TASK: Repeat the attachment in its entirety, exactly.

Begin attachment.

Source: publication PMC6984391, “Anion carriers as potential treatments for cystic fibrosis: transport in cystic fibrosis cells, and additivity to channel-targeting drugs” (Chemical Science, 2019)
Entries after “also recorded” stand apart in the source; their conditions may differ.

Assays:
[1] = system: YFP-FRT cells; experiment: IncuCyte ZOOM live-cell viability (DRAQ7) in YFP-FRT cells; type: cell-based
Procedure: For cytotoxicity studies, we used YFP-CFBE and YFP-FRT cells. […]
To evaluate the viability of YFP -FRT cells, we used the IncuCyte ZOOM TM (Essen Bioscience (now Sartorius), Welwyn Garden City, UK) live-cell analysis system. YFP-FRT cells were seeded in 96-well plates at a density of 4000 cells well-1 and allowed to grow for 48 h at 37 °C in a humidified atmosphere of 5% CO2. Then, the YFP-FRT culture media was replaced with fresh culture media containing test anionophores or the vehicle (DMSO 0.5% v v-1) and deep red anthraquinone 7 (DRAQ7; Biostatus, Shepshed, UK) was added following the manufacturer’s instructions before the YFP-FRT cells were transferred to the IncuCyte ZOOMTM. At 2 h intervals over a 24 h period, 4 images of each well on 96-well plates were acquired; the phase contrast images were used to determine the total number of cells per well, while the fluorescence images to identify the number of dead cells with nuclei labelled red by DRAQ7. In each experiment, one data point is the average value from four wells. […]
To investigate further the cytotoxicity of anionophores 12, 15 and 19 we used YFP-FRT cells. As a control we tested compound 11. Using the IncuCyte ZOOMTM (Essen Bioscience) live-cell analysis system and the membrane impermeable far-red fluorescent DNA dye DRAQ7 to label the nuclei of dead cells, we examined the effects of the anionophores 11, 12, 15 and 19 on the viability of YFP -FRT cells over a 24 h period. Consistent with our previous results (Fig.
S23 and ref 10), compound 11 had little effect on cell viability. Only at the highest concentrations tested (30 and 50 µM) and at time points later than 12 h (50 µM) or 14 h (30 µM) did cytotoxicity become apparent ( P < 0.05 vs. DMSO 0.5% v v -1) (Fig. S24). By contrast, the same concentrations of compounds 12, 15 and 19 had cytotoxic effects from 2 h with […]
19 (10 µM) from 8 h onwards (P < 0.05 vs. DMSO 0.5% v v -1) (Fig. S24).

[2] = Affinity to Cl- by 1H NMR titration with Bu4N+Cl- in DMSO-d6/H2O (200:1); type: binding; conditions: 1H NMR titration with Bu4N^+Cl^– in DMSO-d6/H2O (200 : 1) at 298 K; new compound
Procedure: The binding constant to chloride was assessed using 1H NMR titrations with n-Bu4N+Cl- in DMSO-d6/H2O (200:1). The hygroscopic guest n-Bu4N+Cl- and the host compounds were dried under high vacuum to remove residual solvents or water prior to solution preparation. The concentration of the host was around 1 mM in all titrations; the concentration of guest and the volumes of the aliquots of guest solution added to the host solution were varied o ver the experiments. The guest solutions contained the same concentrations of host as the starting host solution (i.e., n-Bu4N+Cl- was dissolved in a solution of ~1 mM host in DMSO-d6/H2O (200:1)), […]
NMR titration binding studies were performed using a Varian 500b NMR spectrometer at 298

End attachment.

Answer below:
Source: publication PMC6984391, “Anion carriers as potential treatments for cystic fibrosis: transport in cystic fibrosis cells, and additivity to channel-targeting drugs” (Chemical Science, 2019)
Entries after “also recorded” stand apart in the source; their conditions may differ.

Assays:
[1] = system: YFP-FRT cells; experiment: IncuCyte ZOOM live-cell viability (DRAQ7) in YFP-FRT cells; type: cell-based
Procedure: For cytotoxicity studies, we used YFP-CFBE and YFP-FRT cells. […]
To evaluate the viability of YFP -FRT cells, we used the IncuCyte ZOOM TM (Essen Bioscience (now Sartorius), Welwyn Garden City, UK) live-cell analysis system. YFP-FRT cells were seeded in 96-well plates at a density of 4000 cells well-1 and allowed to grow for 48 h at 37 °C in a humidified atmosphere of 5% CO2. Then, the YFP-FRT culture media was replaced with fresh culture media containing test anionophores or the vehicle (DMSO 0.5% v v-1) and deep red anthraquinone 7 (DRAQ7; Biostatus, Shepshed, UK) was added following the manufacturer’s instructions before the YFP-FRT cells were transferred to the IncuCyte ZOOMTM. At 2 h intervals over a 24 h period, 4 images of each well on 96-well plates were acquired; the phase contrast images were used to determine the total number of cells per well, while the fluorescence images to identify the number of dead cells with nuclei labelled red by DRAQ7. In each experiment, one data point is the average value from four wells. […]
To investigate further the cytotoxicity of anionophores 12, 15 and 19 we used YFP-FRT cells. As a control we tested compound 11. Using the IncuCyte ZOOMTM (Essen Bioscience) live-cell analysis system and the membrane impermeable far-red fluorescent DNA dye DRAQ7 to label the nuclei of dead cells, we examined the effects of the anionophores 11, 12, 15 and 19 on the viability of YFP -FRT cells over a 24 h period. Consistent with our previous results (Fig.
S23 and ref 10), compound 11 had little effect on cell viability. Only at the highest concentrations tested (30 and 50 µM) and at time points later than 12 h (50 µM) or 14 h (30 µM) did cytotoxicity become apparent ( P < 0.05 vs. DMSO 0.5% v v -1) (Fig. S24). By contrast, the same concentrations of compounds 12, 15 and 19 had cytotoxic effects from 2 h with […]
19 (10 µM) from 8 h onwards (P < 0.05 vs. DMSO 0.5% v v -1) (Fig. S24).

[2] = Affinity to Cl- by 1H NMR titration with Bu4N+Cl- in DMSO-d6/H2O (200:1); type: binding; conditions: 1H NMR titration with Bu4N^+Cl^– in DMSO-d6/H2O (200 : 1) at 298 K; new compound
Procedure: The binding constant to chloride was assessed using 1H NMR titrations with n-Bu4N+Cl- in DMSO-d6/H2O (200:1). The hygroscopic guest n-Bu4N+Cl- and the host compounds were dried under high vacuum to remove residual solvents or water prior to solution preparation. The concentration of the host was around 1 mM in all titrations; the concentration of guest and the volumes of the aliquots of guest solution added to the host solution were varied o ver the experiments. The guest solutions contained the same concentrations of host as the starting host solution (i.e., n-Bu4N+Cl- was dissolved in a solution of ~1 mM host in DMSO-d6/H2O (200:1)), […]
NMR titration binding studies were performed using a Varian 500b NMR spectrometer at 298